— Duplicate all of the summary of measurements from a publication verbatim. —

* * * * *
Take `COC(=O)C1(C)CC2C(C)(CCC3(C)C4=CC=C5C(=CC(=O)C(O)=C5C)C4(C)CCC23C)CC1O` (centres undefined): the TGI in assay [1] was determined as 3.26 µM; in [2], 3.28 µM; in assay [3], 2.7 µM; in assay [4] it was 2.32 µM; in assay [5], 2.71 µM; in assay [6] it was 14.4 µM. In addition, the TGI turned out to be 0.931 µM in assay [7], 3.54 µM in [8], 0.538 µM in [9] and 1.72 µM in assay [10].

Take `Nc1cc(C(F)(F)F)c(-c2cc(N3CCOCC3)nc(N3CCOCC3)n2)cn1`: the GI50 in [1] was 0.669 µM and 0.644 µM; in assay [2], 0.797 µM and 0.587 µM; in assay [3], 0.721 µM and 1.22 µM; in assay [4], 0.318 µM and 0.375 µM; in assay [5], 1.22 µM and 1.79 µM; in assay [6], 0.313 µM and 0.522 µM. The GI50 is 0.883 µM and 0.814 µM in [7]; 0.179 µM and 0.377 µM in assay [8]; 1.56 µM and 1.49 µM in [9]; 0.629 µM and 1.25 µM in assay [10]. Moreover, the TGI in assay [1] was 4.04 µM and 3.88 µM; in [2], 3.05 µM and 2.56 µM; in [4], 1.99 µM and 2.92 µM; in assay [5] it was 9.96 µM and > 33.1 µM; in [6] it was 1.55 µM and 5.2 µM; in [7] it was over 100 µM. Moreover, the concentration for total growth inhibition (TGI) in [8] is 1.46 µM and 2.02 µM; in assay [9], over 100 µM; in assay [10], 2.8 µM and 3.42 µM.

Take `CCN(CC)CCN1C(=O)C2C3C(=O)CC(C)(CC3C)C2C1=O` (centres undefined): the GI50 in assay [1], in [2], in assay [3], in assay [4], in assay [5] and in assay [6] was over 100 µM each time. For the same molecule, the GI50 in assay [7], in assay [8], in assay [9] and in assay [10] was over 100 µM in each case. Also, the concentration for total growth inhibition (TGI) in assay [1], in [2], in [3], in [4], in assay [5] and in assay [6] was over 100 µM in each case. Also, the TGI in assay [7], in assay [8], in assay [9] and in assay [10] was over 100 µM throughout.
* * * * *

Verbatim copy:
Take `COC(=O)C1(C)CC2C(C)(CCC3(C)C4=CC=C5C(=CC(=O)C(O)=C5C)C4(C)CCC23C)CC1O` (centres undefined): the TGI in assay [1] was determined as 3.26 µM; in [2], 3.28 µM; in assay [3], 2.7 µM; in assay [4] it was 2.32 µM; in assay [5], 2.71 µM; in assay [6] it was 14.4 µM. In addition, the TGI turned out to be 0.931 µM in assay [7], 3.54 µM in [8], 0.538 µM in [9] and 1.72 µM in assay [10].

Take `Nc1cc(C(F)(F)F)c(-c2cc(N3CCOCC3)nc(N3CCOCC3)n2)cn1`: the GI50 in [1] was 0.669 µM and 0.644 µM; in assay [2], 0.797 µM and 0.587 µM; in assay [3], 0.721 µM and 1.22 µM; in assay [4], 0.318 µM and 0.375 µM; in assay [5], 1.22 µM and 1.79 µM; in assay [6], 0.313 µM and 0.522 µM. The GI50 is 0.883 µM and 0.814 µM in [7]; 0.179 µM and 0.377 µM in assay [8]; 1.56 µM and 1.49 µM in [9]; 0.629 µM and 1.25 µM in assay [10]. Moreover, the TGI in assay [1] was 4.04 µM and 3.88 µM; in [2], 3.05 µM and 2.56 µM; in [4], 1.99 µM and 2.92 µM; in assay [5] it was 9.96 µM and > 33.1 µM; in [6] it was 1.55 µM and 5.2 µM; in [7] it was over 100 µM. Moreover, the concentration for total growth inhibition (TGI) in [8] is 1.46 µM and 2.02 µM; in assay [9], over 100 µM; in assay [10], 2.8 µM and 3.42 µM.

Take `CCN(CC)CCN1C(=O)C2C3C(=O)CC(C)(CC3C)C2C1=O` (centres undefined): the GI50 in assay [1], in [2], in assay [3], in assay [4], in assay [5] and in assay [6] was over 100 µM each time. For the same molecule, the GI50 in assay [7], in assay [8], in assay [9] and in assay [10] was over 100 µM in each case. Also, the concentration for total growth inhibition (TGI) in assay [1], in [2], in [3], in [4], in assay [5] and in assay [6] was over 100 µM in each case. Also, the TGI in assay [7], in assay [8], in assay [9] and in assay [10] was over 100 µM throughout.